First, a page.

8. Beechcraft King Air 200 45 (Reserve) Squadron, RAF Cranwell, 2021 Mach 2 kit as marketed by Two Six Models I picked this one up from Models For Sale a few months ago, mainly because it included a really nice set of decals for the current RAF training version. The kit was typically Mach 2 – lots of flash, nearly unusable transparencies, wings at odd angles if you assemble it straight from the sprue, brittle plastic, etc. Ironically the cabin windows were moulded quite well and would have been usable, but alas the windows were too small and had to be drilled out a bit (there was also a window missing which had to be added) so in the end I used Humbrol Clearfix. I had to find another nosewheel as the kit provides 5 identical wheels but the nosewheel should be bigger than the mains. My replacement is a tad on the large size but there were so many compromises on this one that I just wanted it finished. The props were completely unusable and I replaced them with a set modified from the Airfix F27 Friendship, including cutting off the blades and resetting then in feathered pitch. All undercarriage doors were replaced. Numerous coats of Halfords grey then white primer, followed by Appliance White, reasonably covered the huge expanses of Milliput. Undersides were Xtracolour Roundel Blue. The decals were nice and I got there in the end. None of the above was a surprise – I’ve made enough Mach 2 kits to know what to expect now – and actually it’s good old fashioned enjoyable modelling.
  9. Mach 2 1/72 with homemade decals otherwise straight from the box Steve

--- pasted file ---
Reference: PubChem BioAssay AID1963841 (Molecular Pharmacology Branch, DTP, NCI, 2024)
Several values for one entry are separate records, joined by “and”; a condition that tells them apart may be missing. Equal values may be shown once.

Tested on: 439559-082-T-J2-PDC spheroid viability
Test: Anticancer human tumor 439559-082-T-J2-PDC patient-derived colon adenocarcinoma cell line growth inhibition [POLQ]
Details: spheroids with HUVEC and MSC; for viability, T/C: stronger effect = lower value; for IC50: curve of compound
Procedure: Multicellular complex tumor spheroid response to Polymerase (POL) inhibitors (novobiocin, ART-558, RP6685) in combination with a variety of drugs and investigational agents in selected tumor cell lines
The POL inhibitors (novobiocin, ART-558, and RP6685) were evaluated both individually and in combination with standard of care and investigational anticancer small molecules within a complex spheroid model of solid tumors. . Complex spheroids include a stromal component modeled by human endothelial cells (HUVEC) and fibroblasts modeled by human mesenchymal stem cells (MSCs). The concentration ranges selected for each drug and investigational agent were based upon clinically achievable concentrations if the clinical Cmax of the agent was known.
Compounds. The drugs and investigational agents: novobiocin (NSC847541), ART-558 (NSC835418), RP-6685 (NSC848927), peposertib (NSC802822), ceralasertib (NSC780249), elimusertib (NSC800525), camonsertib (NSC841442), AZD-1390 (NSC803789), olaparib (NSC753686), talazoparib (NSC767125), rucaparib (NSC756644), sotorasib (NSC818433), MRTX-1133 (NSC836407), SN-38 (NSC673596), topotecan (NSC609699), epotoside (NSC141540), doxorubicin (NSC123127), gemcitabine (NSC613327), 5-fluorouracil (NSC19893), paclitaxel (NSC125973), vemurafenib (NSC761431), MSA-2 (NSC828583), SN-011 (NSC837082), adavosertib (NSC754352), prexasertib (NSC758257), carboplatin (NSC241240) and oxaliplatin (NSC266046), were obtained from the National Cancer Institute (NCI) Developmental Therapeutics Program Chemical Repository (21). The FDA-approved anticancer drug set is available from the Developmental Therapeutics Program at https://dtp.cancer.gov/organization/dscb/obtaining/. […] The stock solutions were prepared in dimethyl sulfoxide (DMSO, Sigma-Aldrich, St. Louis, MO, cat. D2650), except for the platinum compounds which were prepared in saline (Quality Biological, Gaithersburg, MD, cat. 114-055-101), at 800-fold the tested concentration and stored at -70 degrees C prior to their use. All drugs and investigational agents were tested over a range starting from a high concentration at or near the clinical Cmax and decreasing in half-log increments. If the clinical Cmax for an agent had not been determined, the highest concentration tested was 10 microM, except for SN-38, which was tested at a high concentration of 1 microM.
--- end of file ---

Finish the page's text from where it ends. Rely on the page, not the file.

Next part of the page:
10. "Into the small back room he stole, the searching beam of his flashlight incising the damp, fetid air. Even the half-crazed, cackling beggar who had led him to this place had tried to warn him not to gaze upon the contents of the box. “There’s some ‘as tried, and ‘as been driven to th’bottle and t'madhouse, just fr’one litt’a peek at t’fearsome thangs what’s inside!” he had told him, with bloodshot eyes and whisky breath. He paid the grizzly old man his pen’north, and shooed him roughly into the night. He would not be deterred in his quest, not after travelling from the far Indies to the Americas in search of something which a hundred rational men said did not exist. And yet he knew, with all his heart, that the only objects which could possibly realise his sick fantasy lay in that box..a box which his flashlight now found, cobwebbed, battered and covered with a thick layer of dust, on top of a trestle table, like a cadaver on a gurney. His crowbar found the gnarly edge of the lid, and the box slowly creaked open…" Like many, and I’m choosing my words carefully, I was slightly disappointed upon opening the Mach 2 VC-10. This is an iconic British aircraft, with gorgeous lines, a huge whiff of nostalgia, and a wistful history as the last all-British attempt at a commercial long haul aircraft. Building one in gentleman’s scale is a niche business of course, but not the realm of a few crazies either. Many of us know what to expect from Mach 2 in terms of moulding quality – rough surface, doobreys galore, a marathon of sanding and finishing – but there are innumerable technical reasons why small manufacturers struggle to make well finished products, and frankly, it is impressive in this sector to see a kit that is injection moulded at all. But what made fists clench and hair fall out across the Britliner-loving community was the obvious shape errors in the nose. The VC-10 has an attractively, almost flush fitted window, with the entire nose section, glazed or otherwise, coming to a nearly uniform point. Out of the box, Mach 2 originally gave a windshield with a steep upward sweep, almost like a DC3. Mach 2 then issued a corrective part – in fact, I gather all models sold after Telford (eg via Hannants) had this as standard, but even with the correcting part, the shape looks more like a Tristar than a VC-10. There isn’t much to distinguish an airliner – they are all metal tubes at the end of the day – so the details really do count to make a satisfying model. There is also the issue of variant type. Out of the box the hull is a short body with leading edge extensions. Such aircraft were few and only used by the RAF as C1Ks, so the parts do not fit the profile of any civilian airliners. So unless you like VC-10 C1Ks, you are out of luck. But I’m still going to have a crack! This is very much going to be a skills development project. I may fail, but hopefully in a catastrophic and amusing way. The breakdown of Sisyphean tasks is thus: Problem 1 – nose is wrong. So, I’m going to cut away the worst of it, make a buck that slots in with hopefully a closer approximation of the shape, and either vacform over it, or mould a solid section in clear polyester resin. Problem 2 – can’t make an authentic civilian. So, the choice is either file down the wings to make a Standard, or extend the fuselage to make a Super. Well, in for a penny… After I did the Heller 707 over Christmas, I’d be gutted if my VC-10 was smaller. This will be a few chops, and a couple of fuselage plugs, one big, the other small at the rear. And to make the plugs, I’m going to deploy my beginner CAD skills, and the services of a tame 3D print shop. Which is pretty much where I’m beginning, although first I checked the fuselage profile against an old Mike Keep profile from a vintage SAM issue. Interestingly, it conforms very closely to the kit…although I much as love these old drawings, I do not rate it for accuracy as it scales up 20mm too short. The question is really how much do I add at the front and how much at the rear. I am essentially guessing at this stage, without a drawing I really trust. One thing I can do with some confidence is chop the fuselage behind the cockpit and ahead of the wing. This gives me two profiles and my first penny dropping moment. An airliner is pretty much a metal cylinder, and my expectation was that having learned how to extrude a circle (sounds painful, I know) I had this in the bag, but this is a Mach 2 airliner… So the two ends of the ‘cylinder’ I need to make are actually fairly irregular ovalelograms or some such. Not impossible though… Also, the rearmost 10mm is where the wing fairing starts, so the shape needs to develop some lumps at the back to conform to this (rather wonky) profile… I’m using Onshape, which is available as free cloud-based software, on the condition that you don’t mind all your files being public, and that you can cope with a few very simple standard CAD features being disabled in a really annoying way. These include - · You can’t set line lengths numerically (you have to draw them carefully to length with the mouse) · You can’t change to mm – inches all the way. · You can’t, as far as I can see, import a reference image to sketch on top of. Basically, our relationship is not set to last. But, having learnt what some of the buttons do now, I’m on a roll and I can do what I need to on it for now... Meanwhile, in the cockpit, traditional modelling techniques prevail. The offending nose OOB looks something like this: So, I chopped the worst of it off: I created vertical and horizontal profiles, and started to make the form of the "buck": The tip I have formed from Epo putty, as espoused by YouTube's David Damek. Its wonderful stuff to work with a wet finger, although I've had issues with it not curing in my cold attic, so it's the airing cupboard overnight. The buck is sitting on extra plasticard which I have enclosed the cockpit with, and will remove later, hopefully it will then look less like a C-46: Next step will be some P38 and lots of sanding. I think that'll do for now!